*Say it with me: I can’t believe it’s already the holidays. Two weeks ago it was February.  My neighborhood Rite-Aid has had Christmas decorations on the shelves since the end of September.  And only twelve days into November,  the Saturday afternoon bustle at Whole Foods felt suspiciously like folks making a run on turkey dinner goods. I suppose many of them were; it’s almost Thanksgiving. Already.

By the way, if you feel as if the year has come and gone at the speed of light, it’s only because you’re a grown up. Adults have infinitely more things to stuff into a life and seemingly less time in which to do it.

You won’t hear a kid rhetorically gasp, “Where did the time go?” Kids  live in a different time zone. Proof? The unofficial arbiter of a child’s time, the school classroom clock. The big hand on school clocks first tick forward and then, in a nanosecond, click backward. I know this because in my childhood, I held vigilance on many a classroom clock. To a kid, 30 minutes feels like an hour–which is how long the 30 minute animated TV special, “How The Grinch Stole  Christmas,”  felt  to me when I used to watch it as a youngster.

Remember how long it took the holidays to arrive when you were a kid?  Haley’s Comet came back around sooner. I’d begin counting down the days until Christmas right after the 4th of July.  It felt like Biblical time. It took forever.

All that changes when you grow up. The older you get, the more the time  appears to fly.  And so here we are,  nearing the end of a year that felt more like six months.

The holidays are a time of  unfettered merriment,  and  Lord knows we can use some good cheer.  It’s been a rough year. The economy is in shambles, people all over the world have taken to the streets in angry protest of one thing or another, while terrorists threaten to blow us all up.  There is war coming to a country near you. Meanwhile, America’s  political system increasingly resembles a bad “Saturday Night Live” skit.

With all that going on, let us use this season to get that Feeling. More than the shopping, the food, the decorations and the gifts, the holidays are about a feeling.

It’s like, say, Friday. Or  Sunday. What differentiates those days from the rest  of the week is how they FEEL to us.  Historically, because of what happens on Friday–people get paid, it’s the portal to the almighty weekend–Friday has a  subtle euphoria about it.  Even when it isn’t Friday, we’ve  been known to say that another day of the week “feels” like a Friday.  We know what Friday feels like.

Sunday feels like peace  and introspection. Places close for the day.  Sunday represents rest. Replenishment. And Sunday feels this way all over the world.

Correspondingly, the holidays have their own distinctive  consciousness.  The spirit of compassion and understanding permeates. There is  the tactile sense of joy, absolute and uncut.  There’s this quiet glee, glazed in gratitude. And hope. The holidays are about love.

It’s time for us to find the feeling again.

You’re not going to find it on sale at Target.  It isn’t being hawked by an online retail site with savings of twenty percent. You won’t get it simply by  listening to Yuletide songs  or watching, for the umpteenth time, “It’s A Wonderful Life” or “A Charlie Brown Christmas,” though seasonal entertainment can compliment the feeling.  You’re not even going to find it in your place of worship.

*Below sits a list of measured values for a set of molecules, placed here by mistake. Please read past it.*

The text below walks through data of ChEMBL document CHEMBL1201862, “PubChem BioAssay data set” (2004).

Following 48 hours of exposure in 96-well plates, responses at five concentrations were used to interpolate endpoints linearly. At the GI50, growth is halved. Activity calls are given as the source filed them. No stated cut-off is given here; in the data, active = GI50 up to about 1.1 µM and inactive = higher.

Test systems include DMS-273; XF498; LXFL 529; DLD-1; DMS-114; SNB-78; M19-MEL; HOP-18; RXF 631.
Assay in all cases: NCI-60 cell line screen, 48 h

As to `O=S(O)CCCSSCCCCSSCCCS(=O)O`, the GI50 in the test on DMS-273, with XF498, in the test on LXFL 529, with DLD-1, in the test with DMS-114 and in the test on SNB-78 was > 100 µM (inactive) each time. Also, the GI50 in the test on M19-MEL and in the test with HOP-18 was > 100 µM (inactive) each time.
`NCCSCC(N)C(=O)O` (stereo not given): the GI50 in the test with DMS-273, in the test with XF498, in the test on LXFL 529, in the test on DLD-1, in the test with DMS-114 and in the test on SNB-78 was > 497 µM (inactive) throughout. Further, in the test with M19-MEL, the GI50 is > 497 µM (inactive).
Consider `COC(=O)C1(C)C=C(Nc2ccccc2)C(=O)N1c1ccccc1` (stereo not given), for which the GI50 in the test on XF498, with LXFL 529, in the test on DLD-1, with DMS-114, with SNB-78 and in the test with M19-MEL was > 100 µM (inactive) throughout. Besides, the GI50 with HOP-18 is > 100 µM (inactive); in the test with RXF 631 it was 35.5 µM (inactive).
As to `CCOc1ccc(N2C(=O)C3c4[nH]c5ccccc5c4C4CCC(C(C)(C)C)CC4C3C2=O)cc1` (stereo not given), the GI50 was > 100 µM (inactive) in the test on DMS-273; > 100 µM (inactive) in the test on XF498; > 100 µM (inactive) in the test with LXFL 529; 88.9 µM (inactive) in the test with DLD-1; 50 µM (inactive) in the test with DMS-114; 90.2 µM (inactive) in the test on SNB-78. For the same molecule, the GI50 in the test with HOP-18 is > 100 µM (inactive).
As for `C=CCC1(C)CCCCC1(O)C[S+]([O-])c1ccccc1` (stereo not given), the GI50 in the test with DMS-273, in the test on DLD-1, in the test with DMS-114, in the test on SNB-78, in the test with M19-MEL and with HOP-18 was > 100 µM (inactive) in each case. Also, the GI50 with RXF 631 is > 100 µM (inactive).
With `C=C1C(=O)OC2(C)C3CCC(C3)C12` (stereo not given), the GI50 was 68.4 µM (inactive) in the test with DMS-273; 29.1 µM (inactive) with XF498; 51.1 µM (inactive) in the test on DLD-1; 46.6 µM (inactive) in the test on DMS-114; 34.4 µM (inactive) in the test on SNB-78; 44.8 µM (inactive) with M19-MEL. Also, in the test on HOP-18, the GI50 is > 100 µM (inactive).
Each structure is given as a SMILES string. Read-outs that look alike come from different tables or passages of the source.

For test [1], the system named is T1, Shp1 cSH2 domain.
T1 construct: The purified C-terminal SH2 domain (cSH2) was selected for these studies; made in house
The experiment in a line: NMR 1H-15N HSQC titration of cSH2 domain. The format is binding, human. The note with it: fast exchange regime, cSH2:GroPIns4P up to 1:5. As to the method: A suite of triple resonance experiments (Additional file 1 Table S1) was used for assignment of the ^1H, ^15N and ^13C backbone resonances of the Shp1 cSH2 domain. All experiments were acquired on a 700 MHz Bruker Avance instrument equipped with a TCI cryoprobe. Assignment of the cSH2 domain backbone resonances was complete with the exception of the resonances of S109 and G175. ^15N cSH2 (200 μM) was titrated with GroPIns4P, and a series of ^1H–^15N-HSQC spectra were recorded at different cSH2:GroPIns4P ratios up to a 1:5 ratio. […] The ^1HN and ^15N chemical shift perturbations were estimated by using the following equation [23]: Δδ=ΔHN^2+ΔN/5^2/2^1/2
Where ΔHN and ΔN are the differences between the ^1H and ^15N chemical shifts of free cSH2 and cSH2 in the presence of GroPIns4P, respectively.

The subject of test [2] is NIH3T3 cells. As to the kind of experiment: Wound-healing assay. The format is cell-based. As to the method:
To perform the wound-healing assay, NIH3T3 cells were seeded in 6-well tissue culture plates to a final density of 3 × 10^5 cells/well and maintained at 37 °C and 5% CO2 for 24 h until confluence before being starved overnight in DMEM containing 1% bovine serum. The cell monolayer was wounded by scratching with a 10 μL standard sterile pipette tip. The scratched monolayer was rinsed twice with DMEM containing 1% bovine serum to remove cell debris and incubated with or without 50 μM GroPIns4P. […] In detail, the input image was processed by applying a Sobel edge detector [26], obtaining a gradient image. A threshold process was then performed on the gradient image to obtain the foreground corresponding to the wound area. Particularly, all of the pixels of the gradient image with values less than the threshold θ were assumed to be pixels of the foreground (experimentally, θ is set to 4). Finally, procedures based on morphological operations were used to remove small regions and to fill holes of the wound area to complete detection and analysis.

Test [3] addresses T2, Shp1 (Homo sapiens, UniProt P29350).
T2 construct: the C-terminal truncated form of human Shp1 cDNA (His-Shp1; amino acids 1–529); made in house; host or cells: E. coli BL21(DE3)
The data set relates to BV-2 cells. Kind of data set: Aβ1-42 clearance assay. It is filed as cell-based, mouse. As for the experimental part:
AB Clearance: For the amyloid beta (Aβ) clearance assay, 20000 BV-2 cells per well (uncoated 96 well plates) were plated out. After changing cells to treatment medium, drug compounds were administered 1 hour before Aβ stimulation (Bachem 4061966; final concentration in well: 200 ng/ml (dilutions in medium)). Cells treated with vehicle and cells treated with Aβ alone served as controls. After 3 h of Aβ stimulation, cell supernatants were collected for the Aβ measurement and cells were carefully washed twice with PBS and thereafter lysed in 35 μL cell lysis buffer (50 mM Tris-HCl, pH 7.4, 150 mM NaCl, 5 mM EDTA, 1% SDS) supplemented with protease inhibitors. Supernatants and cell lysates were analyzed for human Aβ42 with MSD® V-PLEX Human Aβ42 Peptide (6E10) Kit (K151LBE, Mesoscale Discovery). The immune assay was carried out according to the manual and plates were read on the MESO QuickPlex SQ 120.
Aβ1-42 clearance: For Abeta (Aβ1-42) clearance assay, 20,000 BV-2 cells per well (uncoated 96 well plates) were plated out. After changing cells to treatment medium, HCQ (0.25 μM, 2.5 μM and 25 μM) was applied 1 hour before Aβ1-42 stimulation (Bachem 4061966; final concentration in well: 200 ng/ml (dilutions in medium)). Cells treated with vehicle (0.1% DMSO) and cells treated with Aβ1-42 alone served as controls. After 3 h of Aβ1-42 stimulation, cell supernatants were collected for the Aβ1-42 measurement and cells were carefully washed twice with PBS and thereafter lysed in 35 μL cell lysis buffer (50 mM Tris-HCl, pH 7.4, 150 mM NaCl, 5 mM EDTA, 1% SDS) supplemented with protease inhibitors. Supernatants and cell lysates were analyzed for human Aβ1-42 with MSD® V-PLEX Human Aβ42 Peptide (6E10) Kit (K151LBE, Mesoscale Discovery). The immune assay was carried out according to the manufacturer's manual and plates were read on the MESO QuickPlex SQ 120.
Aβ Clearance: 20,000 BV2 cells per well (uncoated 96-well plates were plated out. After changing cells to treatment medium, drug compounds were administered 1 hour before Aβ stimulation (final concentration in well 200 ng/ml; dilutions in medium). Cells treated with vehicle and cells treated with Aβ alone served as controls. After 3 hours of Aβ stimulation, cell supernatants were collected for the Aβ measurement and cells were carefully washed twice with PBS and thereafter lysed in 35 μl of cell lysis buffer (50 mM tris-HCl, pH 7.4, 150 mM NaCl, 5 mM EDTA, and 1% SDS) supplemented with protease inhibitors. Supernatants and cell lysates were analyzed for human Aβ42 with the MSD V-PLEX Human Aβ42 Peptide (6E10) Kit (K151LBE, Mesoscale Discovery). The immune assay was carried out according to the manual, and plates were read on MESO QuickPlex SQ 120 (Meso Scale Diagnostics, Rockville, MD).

That’s because this feeling comes from within.  No one has to put it there; it is already in you. No batteries required. You simply have to summon it.  One way you do that is by counting your blessings. Play a little game with yourself: without considering what you DON’T have, think of  all the positive aspects of your life. Do this.  No matter how bad things might seem, we’ve all got plenty to be thankful for.

You can jump-start the feeling in other ways.  I was sitting in my car in line at one of those drive thru car washes,  feeling lousy for reasons I can’t even recall now.  The attendant approached my window to take payment for the car wash,  when impulsively and inexplicably,  I hauled off and…told him I was paying for the car behind me as well.

I hadn’t looked to see who that might be, but after the attendant informed them  their  wash had been paid for, a tiny middle-aged  woman climbed out of  the dinged up SUV’s passenger side and with a slight limp ambled over to my window.

“Things are tight for us right now and every little bit helps,” she said a bit sheepishly in broken English. “We really can’t afford to wash our car, but I said to my husband, ‘We can’t afford NOT to.  At least having clean car will make us feel better.'”

In my mirror I glimpsed him behind the wheel of the SUV, a full head of gray in sunglasses,  smiling his appreciation. “We were arguing about whether to stay or go,” she continued. “He was just about to get out of the line and drive away, when you did this.”

And just like that, the three of us found the feeling.  Materially, it wasn’t much. The feeling  is always bigger than the transaction. They were humbled and grateful to receive, and it felt absolutely wonderful for me to give.

This is the season for it–for holding the door for a stranger; for giving that parking space, rightfully yours, to someone else. This is the season for not being so hard on yourself.

That car wash encounter? Well, that happened back in August. But then, the Feeling feels good  any time of the year.

Steven Ivory, journalist and author of the essay collection Fool In Love  (Simon & Schuster),  has covered popular culture for magazines, newspapers, radio and TV for more than 30 years. Respond to him via [email protected].